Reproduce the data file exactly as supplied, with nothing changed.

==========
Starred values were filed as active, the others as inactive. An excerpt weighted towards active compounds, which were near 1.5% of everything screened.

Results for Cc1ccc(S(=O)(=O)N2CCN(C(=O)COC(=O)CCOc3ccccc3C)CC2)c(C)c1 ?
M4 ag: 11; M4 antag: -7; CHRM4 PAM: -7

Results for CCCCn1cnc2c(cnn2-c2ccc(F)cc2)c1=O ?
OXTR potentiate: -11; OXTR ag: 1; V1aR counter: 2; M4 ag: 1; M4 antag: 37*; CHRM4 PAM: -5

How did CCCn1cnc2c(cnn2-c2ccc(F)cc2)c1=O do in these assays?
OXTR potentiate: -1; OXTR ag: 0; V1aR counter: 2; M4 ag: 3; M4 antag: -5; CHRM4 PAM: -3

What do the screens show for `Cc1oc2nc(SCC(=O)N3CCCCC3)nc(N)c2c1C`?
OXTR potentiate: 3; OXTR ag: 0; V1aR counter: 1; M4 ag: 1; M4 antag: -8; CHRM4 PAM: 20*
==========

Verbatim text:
Starred values were filed as active, the others as inactive. An excerpt weighted towards active compounds, which were near 1.5% of everything screened.

Results for Cc1ccc(S(=O)(=O)N2CCN(C(=O)COC(=O)CCOc3ccccc3C)CC2)c(C)c1 ?
M4 ag: 11; M4 antag: -7; CHRM4 PAM: -7

Results for CCCCn1cnc2c(cnn2-c2ccc(F)cc2)c1=O ?
OXTR potentiate: -11; OXTR ag: 1; V1aR counter: 2; M4 ag: 1; M4 antag: 37*; CHRM4 PAM: -5

How did CCCn1cnc2c(cnn2-c2ccc(F)cc2)c1=O do in these assays?
OXTR potentiate: -1; OXTR ag: 0; V1aR counter: 2; M4 ag: 3; M4 antag: -5; CHRM4 PAM: -3

What do the screens show for `Cc1oc2nc(SCC(=O)N3CCCCC3)nc(N)c2c1C`?
OXTR potentiate: 3; OXTR ag: 0; V1aR counter: 1; M4 ag: 1; M4 antag: -8; CHRM4 PAM: 20*